The meaning of “Cleggmania”

Deep, ingrained political disillusion, and a consequent readiness to clutch at straws, must be the basic fact behind “Cleggmania”, the Lib-Dems’ dramatic 10% rise in the opinion polls since the first TV debate between the leaders of the bigger parties. But…

But… in the second debate, at least, the points on which Lib-Dem leader Nick Clegg marked himself off from the others were all ones on which he was, to some degree, leftish.

He came out against the Trident replacement (though the Lib-Dems want to continue Britain’s nuclear arsenal: they just say they could find some, unstated, cheaper way to do so).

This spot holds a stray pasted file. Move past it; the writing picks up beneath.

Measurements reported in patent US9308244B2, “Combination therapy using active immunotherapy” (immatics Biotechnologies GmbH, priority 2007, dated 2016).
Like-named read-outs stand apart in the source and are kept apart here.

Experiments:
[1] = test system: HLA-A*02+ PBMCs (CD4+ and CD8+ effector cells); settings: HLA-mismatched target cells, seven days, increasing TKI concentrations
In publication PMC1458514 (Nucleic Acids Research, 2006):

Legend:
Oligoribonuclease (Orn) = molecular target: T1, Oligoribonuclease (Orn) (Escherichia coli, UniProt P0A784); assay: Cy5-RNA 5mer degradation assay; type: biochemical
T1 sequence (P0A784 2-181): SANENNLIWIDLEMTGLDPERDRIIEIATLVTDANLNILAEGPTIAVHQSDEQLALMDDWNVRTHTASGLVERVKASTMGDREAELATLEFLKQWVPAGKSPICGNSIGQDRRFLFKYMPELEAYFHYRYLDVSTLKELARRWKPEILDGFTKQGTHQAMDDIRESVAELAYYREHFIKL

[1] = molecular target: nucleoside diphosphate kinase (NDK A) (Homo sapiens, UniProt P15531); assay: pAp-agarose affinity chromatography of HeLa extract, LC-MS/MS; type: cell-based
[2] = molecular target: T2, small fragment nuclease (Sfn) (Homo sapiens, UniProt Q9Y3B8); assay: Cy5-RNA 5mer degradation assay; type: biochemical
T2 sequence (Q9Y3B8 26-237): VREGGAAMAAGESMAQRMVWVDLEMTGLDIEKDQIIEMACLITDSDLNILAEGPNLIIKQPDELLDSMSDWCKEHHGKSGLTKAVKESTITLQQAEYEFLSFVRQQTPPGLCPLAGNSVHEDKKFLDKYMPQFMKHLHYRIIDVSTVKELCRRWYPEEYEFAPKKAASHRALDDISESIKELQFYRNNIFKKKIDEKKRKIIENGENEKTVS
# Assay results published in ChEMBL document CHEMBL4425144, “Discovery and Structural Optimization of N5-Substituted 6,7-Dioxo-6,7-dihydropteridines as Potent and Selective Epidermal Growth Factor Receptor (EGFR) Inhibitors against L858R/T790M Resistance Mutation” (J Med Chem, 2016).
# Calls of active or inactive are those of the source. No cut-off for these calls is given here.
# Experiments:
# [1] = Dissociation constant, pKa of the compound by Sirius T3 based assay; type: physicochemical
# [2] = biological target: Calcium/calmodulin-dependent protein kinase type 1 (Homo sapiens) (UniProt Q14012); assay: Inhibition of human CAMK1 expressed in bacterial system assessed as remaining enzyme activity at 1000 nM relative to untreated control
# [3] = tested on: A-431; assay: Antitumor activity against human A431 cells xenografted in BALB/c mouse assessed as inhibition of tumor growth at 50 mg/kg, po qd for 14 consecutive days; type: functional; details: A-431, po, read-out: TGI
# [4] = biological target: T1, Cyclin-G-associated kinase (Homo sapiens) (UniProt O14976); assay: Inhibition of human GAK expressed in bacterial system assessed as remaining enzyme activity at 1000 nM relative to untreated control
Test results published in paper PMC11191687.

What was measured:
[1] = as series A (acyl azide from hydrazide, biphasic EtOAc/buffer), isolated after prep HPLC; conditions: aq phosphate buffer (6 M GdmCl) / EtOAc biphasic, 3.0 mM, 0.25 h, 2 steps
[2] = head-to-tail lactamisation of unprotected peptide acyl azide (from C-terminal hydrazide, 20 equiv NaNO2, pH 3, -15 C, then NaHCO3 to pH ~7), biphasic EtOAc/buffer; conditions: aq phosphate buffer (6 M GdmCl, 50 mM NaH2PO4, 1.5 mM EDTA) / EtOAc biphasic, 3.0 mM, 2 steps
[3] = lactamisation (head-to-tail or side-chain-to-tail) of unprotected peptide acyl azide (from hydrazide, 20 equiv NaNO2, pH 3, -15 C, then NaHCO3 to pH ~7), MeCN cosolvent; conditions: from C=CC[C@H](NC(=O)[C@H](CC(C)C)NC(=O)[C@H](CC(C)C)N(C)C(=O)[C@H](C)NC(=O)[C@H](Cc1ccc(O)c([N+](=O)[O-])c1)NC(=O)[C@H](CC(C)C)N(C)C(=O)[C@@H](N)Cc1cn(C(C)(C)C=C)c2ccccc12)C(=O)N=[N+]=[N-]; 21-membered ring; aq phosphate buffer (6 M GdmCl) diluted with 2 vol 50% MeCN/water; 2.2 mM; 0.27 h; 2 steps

He came out for an amnesty for “illegal” immigrants settled here (though not for any substantive easing of Britain’s restrictive and racist immigrant and asylum laws).

He came out “for Europe” (though, obviously, for a bland bourgeois cosmopolitanism rather than for Europe-wide workers’ unity).

That those messages could win, or at least not lose, him support indicates that there is potential for a serious left-wing message put across with some credibility.

The debate did not touch on:

  • the Lib-Dems’ policy for banning strikes in public services; or
  • their denunciation of Labour as “in hock to militant unions” (if only it were true!); or
  • their “triangulated” policy on the “budget deficit” (cut more than Labour but not as fast as the Tories); or
  • the Lib-Dems’ record as cutters and privatisers in local government.

Brown wouldn’t raise those things, would he, where a quarter-way decent labour movement politician would?

But why don’t the union leaders speak out?

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